Liz Gillis is the author of The Fall of Dublin, Revolution in Dublin, and one of the finest and most accessible books on revolutionary women in Ireland in the early 20th century, Women of the Irish Revolution.
Her experience in engaging with young people this year in the context of the centenary has been “amazing.”
Gills, who was a tour guide in Kilmainham Gaol for nearly 10 years, said when it’s not dictated to young people what to produce, they tend to produce things that are incredibly honest. “They don’t have any political agenda, they’re just seeing it for what it is, men and women who fought in a revolution… they’re going back and asking their parents questions, looking at their family history, looking at their own community, realising something important happened where they lived, they’re starting to look at things a little bit differently,” she explained.
“The kids will ask the difficult questions because they want the honest answers. They’re the most honest and brutal audience, and they won’t be fobbed off.
“Give them the facts and try not to give them your personal impression on it, and let them decide for themselves.”
Gillis’ work with young people is probably bolstered by the fact that she insists she doesn’t have an academic approach to history.
“It’s more for the people who think they’re not interested in history,” she said. She hopes that the school will spark an interest in history among the girls and also help them realise “that these women, although they’re 100 years apart, have similarities, that they were ordinary girls like them today, that the issues that affected them, are they still relevant today? To make them aware about what the women went through, and that they’re an essential part of society and should be treated as such.”
The School will also visit Richmond Barracks where 77 women were held.
“It’ll be interesting to see what they produce themselves,” Gillis said, “they might realise their lives weren’t that different.”
The School for Revolutionary Girls will showcase its work on Sunday, August 28th from 2pm to 4pm. See imma.ie
WHAT THE GIRLS SAYS
We asked some of the teenage participants what the idea of a Revolutionary School for Girls means to them, and what other revolutionary change they feel needs to occur in Ireland.
What does the idea of a Revolutionary School for Girls mean to you? “A school where girls are encouraged to think for themselves. It would have been very unusual for girls to be educated in 1916 and to be in a revolutionary school must have been amazing – they would be allowed to speak-up, and voice their opinions and stand up for women’s rights. I hope to get a real feeling of how their lives were. I would love to gain a better understanding of what it was like for a 16-year-old girl back then. It will be great to see history reenacted, not just in a book. It will bring the era alive for me and I can’t wait to participate.” – Lydia Ardill, 16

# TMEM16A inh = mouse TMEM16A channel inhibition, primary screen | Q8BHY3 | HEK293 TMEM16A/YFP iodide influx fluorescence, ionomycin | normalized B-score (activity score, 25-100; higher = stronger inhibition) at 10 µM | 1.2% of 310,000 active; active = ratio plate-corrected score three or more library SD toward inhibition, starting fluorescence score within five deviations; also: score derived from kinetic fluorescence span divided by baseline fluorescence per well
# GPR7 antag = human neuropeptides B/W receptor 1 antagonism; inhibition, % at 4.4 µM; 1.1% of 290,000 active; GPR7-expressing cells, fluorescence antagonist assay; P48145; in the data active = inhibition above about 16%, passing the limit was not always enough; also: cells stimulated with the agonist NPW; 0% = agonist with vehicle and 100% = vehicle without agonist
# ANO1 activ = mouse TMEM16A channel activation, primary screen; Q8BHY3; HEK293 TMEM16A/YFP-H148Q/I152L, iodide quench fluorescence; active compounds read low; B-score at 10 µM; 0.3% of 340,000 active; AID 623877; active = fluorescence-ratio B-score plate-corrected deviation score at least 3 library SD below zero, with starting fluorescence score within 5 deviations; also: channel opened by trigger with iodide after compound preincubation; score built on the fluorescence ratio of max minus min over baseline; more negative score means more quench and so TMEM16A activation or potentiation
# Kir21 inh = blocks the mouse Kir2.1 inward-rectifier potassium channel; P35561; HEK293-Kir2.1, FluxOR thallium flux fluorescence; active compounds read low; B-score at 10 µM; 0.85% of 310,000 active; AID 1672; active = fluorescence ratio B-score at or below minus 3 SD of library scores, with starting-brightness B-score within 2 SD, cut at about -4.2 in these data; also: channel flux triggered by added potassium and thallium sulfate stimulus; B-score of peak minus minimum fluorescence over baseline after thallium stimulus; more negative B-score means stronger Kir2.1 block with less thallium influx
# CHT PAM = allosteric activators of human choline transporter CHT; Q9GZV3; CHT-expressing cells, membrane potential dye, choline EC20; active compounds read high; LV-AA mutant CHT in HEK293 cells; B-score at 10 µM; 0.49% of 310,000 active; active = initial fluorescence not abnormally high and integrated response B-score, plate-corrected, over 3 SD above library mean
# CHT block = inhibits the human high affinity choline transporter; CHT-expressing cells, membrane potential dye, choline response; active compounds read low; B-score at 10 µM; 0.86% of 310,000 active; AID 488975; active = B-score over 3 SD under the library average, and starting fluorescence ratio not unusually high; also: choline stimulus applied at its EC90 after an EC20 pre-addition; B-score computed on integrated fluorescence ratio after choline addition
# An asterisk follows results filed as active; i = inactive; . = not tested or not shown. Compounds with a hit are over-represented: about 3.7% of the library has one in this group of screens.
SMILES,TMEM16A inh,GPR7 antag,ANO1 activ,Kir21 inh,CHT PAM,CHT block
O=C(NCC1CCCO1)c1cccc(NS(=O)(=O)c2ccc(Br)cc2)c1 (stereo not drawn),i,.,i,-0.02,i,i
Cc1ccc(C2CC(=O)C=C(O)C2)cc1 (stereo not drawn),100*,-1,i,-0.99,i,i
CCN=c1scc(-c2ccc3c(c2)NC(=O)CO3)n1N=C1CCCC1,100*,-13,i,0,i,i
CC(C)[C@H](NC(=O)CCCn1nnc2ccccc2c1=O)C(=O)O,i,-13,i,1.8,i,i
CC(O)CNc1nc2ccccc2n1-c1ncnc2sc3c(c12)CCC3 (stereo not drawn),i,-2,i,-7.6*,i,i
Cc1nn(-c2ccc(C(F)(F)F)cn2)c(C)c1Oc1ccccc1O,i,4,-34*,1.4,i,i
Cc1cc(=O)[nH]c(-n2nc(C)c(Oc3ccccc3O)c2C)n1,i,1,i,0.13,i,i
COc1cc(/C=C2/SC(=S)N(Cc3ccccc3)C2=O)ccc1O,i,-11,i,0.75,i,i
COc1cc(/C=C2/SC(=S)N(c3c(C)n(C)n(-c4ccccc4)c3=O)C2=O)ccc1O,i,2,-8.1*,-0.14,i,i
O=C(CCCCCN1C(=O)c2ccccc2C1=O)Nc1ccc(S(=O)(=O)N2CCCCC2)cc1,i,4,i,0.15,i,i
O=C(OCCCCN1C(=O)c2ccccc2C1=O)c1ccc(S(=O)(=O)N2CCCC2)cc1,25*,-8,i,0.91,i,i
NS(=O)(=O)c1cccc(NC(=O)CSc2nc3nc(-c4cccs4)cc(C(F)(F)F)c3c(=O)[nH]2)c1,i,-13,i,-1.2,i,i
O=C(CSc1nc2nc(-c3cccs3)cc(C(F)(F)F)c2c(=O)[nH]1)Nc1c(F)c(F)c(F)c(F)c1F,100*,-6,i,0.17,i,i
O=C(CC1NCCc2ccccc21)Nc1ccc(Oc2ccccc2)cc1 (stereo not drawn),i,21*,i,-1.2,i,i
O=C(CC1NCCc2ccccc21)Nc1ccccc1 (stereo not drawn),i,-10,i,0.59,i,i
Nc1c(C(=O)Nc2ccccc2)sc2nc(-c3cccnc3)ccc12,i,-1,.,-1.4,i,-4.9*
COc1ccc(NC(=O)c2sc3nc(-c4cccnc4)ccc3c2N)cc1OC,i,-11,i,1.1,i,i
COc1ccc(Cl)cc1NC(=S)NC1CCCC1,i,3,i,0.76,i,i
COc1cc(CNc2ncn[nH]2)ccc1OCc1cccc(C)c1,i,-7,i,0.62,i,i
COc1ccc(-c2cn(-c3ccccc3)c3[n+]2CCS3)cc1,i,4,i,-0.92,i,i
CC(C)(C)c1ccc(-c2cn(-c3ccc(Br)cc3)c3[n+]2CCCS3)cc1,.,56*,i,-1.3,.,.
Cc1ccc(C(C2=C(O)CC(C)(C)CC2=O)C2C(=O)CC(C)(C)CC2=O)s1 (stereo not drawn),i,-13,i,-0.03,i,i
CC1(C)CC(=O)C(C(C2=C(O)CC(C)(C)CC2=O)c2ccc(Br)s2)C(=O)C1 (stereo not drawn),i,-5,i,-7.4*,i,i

“A place for young women with similar interests to come together to discuss changing modern society. To be honest, I always keep my expectations low to avoid disappointment, but I’m really excited at the prospect of talking about relevant and important issues with like-minded people. I hope to feel a bit more involved, because although I call myself a feminist I often feel that I’m just observing from the sidelines. I think it will be a great opportunity to have a voice and change perceptions, even if that means one person will think a little more about how they act or what they say.” – Juno Kostick, 14
What other kinds of revolutionary change do you think Ireland needs? “I think Ireland is up to date on many human rights issues but it saddens and angers me to say that Ireland is the last country in the EU that doesn’t have legal abortion and I think this needs to be changed as soon as possible.” - Juno Claffey Hegarty, 14
“Ireland has made great strides towards a more inclusive society, gay marriage and Waking The Feminists are prime examples of this. However, we need to continue this fight until there’s equality for all. People should be paid the same wage for the same job, irrespective of their gender, race or sexuality. There needs to be an immediate repeal of the Eighth Amendment and separation of Church and State. Ireland needs to move towards a more secular society.” – Aoife Bracken, 15